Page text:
NZICC artwork installation commences

NZICC artwork installation commences

Construction of the New Zealand International Convention Centre (NZICC) has reached another milestone, with the installation of the first of the glass art work covering the exterior top of the building.


Works by two New Zealand artists, Sara Hughes and Peata Larkin will span a total of 5,760sqm once fully installed on the four external walls of the NZICC.

Artwork from local artist Sara Hughes began installation last week. First to be fitted will be 98 glass fins that will adorn the western and eastern exterior, followed by the southern side of the NZICC where another glass artwork feature with over 500 panels of varying size will wrap the top level of the structure.

The imagery uses 60 different colour tones and is inspired by Hughes’ upbringing in rural Northland near the Waipoua kauri forest.

'The artwork reflects the experience of walking through the New Zealand bush and looking up through a canopy of trees to see the light and colour of the forest,' says Hughes.

'It’s really exciting and moving for me personally to see this work lifted into place and on public display for the first time.'

Warren and Mahoney, who designed the NZICC in association with Moller Architects and Woods Bagot, say the highly collaborative design process has leveraged the NZICC’s original design brief to create a building with enduring civic presence and identity.

'In many ways we’ve been speaking ‘on behalf’ of the building over the last few years. That’s why it’s so exciting to see the building increasingly start to speak for itself, and the installation of the first of the Sara Hughes-designed fins will see a powerful and distinctive part of the project’s identity assert itself on the skyline. We’re looking forward to the first fins quickly weaving the larger veil of colour over these elevated and visible sections of the NZICC’s facade,' says Richard Archbold, project architect.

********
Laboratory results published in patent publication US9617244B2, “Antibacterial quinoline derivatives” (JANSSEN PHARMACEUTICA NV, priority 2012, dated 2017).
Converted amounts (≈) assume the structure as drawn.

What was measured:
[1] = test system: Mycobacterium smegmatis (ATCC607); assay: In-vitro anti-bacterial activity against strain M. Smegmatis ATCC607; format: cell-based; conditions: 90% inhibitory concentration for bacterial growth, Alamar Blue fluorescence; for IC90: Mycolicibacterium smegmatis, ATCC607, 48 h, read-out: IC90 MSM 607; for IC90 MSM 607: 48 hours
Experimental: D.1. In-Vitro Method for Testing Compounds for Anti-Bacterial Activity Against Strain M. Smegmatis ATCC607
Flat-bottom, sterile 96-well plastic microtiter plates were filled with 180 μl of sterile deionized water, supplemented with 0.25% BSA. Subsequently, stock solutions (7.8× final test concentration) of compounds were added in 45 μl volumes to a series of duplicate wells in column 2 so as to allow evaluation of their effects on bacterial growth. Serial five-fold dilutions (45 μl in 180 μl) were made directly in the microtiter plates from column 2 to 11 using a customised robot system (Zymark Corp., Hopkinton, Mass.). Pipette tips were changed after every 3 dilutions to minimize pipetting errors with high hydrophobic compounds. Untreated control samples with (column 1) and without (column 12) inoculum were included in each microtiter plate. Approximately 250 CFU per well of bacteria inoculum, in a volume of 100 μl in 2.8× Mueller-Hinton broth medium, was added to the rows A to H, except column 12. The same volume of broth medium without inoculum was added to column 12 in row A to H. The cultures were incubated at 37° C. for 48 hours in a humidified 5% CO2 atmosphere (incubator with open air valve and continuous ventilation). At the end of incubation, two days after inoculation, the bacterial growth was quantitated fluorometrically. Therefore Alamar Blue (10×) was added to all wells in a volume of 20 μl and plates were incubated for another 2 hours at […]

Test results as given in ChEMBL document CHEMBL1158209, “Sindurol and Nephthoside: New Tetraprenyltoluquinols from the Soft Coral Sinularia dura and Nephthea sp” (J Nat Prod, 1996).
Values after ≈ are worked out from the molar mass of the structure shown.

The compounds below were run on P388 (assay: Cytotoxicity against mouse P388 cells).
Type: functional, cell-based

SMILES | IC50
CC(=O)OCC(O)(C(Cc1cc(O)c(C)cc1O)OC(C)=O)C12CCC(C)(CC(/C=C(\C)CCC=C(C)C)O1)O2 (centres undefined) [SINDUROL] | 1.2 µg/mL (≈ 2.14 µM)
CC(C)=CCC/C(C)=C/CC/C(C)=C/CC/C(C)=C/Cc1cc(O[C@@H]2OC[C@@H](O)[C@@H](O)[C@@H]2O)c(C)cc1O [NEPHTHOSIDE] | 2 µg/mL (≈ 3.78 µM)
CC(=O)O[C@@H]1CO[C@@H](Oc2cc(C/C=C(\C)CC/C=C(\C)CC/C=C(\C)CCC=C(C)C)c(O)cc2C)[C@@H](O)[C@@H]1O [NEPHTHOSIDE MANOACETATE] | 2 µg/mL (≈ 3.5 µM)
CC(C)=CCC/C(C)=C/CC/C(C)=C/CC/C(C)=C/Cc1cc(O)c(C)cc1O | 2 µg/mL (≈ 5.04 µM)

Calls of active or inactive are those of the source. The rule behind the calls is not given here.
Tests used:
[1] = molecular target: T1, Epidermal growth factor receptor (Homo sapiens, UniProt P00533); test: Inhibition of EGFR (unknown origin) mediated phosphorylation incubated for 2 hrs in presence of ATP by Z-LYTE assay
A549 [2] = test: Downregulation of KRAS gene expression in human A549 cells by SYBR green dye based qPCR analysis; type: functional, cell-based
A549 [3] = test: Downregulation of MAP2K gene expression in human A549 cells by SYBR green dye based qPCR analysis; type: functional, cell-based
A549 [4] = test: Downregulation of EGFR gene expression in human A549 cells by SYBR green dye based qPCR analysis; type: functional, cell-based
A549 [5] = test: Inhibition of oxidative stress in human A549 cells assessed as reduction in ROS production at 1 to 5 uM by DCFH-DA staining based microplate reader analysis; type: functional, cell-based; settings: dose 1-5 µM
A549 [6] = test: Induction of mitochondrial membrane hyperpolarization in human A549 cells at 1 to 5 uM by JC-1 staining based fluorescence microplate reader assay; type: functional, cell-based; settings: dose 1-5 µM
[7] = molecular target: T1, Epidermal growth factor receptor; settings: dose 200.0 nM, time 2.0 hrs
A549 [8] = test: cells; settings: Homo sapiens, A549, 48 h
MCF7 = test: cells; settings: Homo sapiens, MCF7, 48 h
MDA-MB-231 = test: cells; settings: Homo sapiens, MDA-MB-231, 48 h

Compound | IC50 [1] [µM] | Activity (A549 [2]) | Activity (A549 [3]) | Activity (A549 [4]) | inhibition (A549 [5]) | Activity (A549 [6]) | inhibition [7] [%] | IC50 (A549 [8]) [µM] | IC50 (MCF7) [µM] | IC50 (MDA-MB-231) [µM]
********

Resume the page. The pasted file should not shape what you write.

Over 500 panels of different sizes, shapes and colours will be installed into the building over the next six months. The panels are lifted in by mini crane or tower crane at an average of six to eight per day.

Callum Mallett, general manager NZICC, says the challenge of lifting something so large, heavy and delicate on a busy construction site is significant.

'Some of these glass panels are up to nine metres high and weigh as much as 1.3 tonnes, and they have very specific placements, so the team on site have a delicate and challenging job ahead of them.'

Once Hughes’ glass installation is completed, work will begin on the installation of Larkin’s terracotta wall. The105m-long tile wall will span from Hobson Street to Nelson Street through the future laneway of the NZICC, and will wrap back into the building.

Approximately 13,500 terracotta tiles in eight different colours will form a complementary relationship with the glass artwork, softening and adding movement and life to what would have been a straight plain wall.